Figure 5. The waveforms (a) and their frequency spectra (b) of the coherent component reflected from the specimens having different roughness Rq (θi=θr=60°).
Figure 6. The relationship between the amplitude and the normalized roughness Rq∙f (θi=θr =60°).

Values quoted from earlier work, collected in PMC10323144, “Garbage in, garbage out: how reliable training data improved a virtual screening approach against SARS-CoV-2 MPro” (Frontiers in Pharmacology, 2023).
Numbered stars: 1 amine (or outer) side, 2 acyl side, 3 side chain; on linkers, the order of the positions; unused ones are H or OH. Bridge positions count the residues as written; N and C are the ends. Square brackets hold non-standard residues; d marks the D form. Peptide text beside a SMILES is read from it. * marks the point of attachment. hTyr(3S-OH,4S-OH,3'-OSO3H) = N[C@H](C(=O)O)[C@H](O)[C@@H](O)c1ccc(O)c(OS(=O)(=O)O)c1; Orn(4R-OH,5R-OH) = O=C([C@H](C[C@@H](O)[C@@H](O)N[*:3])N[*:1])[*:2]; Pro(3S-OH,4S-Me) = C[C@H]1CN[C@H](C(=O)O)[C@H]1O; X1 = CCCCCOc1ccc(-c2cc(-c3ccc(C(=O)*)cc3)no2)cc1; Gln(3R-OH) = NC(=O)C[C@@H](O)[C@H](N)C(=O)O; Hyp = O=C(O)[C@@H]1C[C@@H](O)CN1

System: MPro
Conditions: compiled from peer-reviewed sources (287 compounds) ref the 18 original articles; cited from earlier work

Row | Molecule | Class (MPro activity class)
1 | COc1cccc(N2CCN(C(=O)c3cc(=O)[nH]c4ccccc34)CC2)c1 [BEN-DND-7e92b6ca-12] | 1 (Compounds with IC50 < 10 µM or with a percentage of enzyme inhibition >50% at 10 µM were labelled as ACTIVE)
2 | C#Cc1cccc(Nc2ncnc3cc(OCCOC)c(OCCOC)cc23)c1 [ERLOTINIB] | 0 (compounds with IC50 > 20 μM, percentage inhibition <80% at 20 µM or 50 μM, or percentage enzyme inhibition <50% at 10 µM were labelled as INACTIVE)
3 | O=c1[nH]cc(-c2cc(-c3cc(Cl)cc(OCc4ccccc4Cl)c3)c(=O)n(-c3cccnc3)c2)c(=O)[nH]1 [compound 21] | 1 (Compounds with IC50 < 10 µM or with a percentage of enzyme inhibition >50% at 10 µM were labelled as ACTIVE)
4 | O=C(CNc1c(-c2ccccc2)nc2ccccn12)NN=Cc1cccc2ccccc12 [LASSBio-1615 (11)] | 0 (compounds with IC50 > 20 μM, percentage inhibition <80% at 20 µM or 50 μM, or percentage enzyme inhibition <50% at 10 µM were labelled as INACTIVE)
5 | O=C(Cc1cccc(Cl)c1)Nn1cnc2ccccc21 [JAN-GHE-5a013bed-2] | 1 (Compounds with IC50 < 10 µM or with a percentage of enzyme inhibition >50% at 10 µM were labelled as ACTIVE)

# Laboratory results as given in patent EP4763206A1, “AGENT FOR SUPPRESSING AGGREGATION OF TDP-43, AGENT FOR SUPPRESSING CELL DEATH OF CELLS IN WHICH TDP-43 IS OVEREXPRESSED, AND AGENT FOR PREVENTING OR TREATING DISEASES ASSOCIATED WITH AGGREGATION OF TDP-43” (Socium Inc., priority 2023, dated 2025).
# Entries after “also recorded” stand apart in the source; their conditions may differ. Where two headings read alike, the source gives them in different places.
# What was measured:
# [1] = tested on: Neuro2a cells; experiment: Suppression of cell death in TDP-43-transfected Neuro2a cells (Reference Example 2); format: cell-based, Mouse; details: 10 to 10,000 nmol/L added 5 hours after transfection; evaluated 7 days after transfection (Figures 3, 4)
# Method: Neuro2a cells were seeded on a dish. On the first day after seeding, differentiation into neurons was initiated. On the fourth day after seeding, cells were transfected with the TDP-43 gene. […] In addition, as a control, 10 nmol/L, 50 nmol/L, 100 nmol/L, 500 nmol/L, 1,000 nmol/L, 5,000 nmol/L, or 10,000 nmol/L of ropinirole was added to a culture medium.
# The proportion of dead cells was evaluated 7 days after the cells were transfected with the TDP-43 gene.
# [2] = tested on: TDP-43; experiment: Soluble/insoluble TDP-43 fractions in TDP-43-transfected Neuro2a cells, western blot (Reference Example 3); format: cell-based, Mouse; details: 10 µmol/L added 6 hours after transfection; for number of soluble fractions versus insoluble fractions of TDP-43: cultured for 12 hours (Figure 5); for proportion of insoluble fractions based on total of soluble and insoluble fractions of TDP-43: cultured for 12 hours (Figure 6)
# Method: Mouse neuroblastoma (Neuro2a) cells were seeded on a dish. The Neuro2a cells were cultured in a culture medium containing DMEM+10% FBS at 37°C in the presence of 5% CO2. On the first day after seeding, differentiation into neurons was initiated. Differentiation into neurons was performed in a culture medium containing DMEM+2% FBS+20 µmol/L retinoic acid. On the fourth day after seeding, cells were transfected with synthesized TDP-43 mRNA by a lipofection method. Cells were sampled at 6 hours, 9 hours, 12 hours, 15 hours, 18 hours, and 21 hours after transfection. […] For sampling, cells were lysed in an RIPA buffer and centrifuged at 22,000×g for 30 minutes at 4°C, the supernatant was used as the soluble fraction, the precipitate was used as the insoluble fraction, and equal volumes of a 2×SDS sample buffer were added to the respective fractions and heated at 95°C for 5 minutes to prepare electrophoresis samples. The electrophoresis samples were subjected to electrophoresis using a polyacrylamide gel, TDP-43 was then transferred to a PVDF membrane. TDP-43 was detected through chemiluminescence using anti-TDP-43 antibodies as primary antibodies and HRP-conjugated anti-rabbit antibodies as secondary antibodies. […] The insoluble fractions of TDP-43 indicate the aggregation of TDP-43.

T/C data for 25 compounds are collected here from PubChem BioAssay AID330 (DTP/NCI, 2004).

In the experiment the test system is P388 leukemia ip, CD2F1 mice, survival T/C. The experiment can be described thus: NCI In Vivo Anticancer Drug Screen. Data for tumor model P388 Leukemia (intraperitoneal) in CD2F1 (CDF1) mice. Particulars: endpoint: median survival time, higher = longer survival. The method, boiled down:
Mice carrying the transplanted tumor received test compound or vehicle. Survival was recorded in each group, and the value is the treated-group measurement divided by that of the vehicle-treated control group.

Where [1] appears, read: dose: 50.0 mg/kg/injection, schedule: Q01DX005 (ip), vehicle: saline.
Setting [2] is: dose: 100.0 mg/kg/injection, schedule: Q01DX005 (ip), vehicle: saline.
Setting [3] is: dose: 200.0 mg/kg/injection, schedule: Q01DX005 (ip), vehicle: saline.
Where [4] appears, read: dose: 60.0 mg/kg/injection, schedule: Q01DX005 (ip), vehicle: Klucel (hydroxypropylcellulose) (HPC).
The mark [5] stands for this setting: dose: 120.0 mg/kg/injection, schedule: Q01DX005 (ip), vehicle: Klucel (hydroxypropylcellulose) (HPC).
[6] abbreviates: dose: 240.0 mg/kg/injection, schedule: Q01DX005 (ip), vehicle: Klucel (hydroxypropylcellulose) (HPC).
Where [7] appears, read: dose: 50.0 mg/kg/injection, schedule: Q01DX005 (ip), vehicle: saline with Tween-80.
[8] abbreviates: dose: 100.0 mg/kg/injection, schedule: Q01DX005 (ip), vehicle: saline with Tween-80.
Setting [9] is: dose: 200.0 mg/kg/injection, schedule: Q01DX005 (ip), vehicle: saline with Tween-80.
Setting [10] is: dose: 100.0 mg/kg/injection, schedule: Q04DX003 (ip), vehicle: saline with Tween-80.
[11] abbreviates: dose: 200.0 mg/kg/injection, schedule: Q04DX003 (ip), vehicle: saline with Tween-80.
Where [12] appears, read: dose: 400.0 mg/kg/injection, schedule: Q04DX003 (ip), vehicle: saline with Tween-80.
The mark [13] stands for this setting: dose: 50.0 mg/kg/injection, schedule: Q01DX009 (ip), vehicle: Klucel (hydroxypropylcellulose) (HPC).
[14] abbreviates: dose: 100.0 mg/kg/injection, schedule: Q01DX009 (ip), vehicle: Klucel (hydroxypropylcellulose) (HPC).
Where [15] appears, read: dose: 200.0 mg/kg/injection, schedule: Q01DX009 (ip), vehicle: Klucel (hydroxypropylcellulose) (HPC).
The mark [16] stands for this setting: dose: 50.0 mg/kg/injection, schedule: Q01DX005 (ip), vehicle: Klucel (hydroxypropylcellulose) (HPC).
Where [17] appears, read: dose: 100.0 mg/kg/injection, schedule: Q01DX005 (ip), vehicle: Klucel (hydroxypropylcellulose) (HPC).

For non-specular reflection angles, such as <50° or >70° shown in Figure 4, it is considered that there are no more coherent components and only incoherent components exist. Since the incoherent component is scattered into various directions under the condition of out-of-phase, the amplitude of the component is quite small compared with that of coherent component. Figure 7 shows the waveforms measured at the scattering angle of 30° for each specimen. We can see that the changes in the waveforms with Rq are quite different from those of the coherent components shown in Figure 5(a). Since the amplitude increases with Rq and the waveforms do not remain regular during the amplitude change, the incoherent components are dominant in measured waves for the angle of 30°. It can be seen from equation (3) that the amplitude of incoherent component depends not only on Rq but also on surface correlation length λo. Understanding the influence of both Rq and λo on the amplitude of incoherent component is therefore an important aspect for evaluating surface roughness from the scattered wave. Figure 8 shows the variations of the amplitude calculated from equation (3) as functions of Rq and λo for incident and scattering angles of 60° and 30°, respectively. The other parameters used for the calculation are the same as those used in the experiment mentioned above. It should be noted that the amplitude of incoherent component is very sensitive to both Rq and λo. It can be seen from Figure 8 that the surface correlation length λo can be estimated from the incoherent component when the Rq is known. Figure 9 shows the relationship between the λo and the amplitude of the incoherent component for each specimen, where the amplitude is normalized by dividing by the amplitude of the specimen having Rq=244.1 μm and the λo is measured using a stylus profilometer. The measured relationship between the amplitude and the λo almost agree with the theoretical result. A discrepancy between the experimental and theoretical results is found for specimens having Rq less than 52.3 μm. This is because the amplitude of the incoherent component is quite small for such small values of Rq and therefore it is considered to be comparable with the noise in measured signals. Such the noise creates the discrepancy between theoretical and experimental results.